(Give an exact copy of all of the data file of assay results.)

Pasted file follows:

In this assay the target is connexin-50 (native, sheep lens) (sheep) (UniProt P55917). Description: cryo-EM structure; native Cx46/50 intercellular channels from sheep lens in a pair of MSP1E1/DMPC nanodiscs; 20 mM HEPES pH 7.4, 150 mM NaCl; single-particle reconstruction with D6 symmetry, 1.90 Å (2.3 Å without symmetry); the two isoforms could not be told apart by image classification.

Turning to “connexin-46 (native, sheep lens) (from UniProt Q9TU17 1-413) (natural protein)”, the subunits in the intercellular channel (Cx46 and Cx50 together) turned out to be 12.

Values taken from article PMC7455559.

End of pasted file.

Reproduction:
In this assay the target is connexin-50 (native, sheep lens) (sheep) (UniProt P55917). Description: cryo-EM structure; native Cx46/50 intercellular channels from sheep lens in a pair of MSP1E1/DMPC nanodiscs; 20 mM HEPES pH 7.4, 150 mM NaCl; single-particle reconstruction with D6 symmetry, 1.90 Å (2.3 Å without symmetry); the two isoforms could not be told apart by image classification.

Turning to “connexin-46 (native, sheep lens) (from UniProt Q9TU17 1-413) (natural protein)”, the subunits in the intercellular channel (Cx46 and Cx50 together) turned out to be 12.

Values taken from article PMC7455559.